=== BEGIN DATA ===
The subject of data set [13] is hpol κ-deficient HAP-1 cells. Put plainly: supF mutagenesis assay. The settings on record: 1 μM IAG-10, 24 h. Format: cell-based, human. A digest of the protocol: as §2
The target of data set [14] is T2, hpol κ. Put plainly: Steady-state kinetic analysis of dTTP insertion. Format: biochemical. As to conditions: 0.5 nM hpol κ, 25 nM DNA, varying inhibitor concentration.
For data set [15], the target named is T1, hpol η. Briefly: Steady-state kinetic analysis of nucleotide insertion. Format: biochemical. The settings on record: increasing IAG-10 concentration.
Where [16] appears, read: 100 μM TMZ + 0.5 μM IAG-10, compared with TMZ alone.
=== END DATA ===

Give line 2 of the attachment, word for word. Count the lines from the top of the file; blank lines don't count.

The target of data set [14] is T2, hpol κ. Put plainly: Steady-state kinetic analysis of dTTP insertion. Format: biochemical. As to conditions: 0.5 nM hpol κ, 25 nM DNA, varying inhibitor concentration.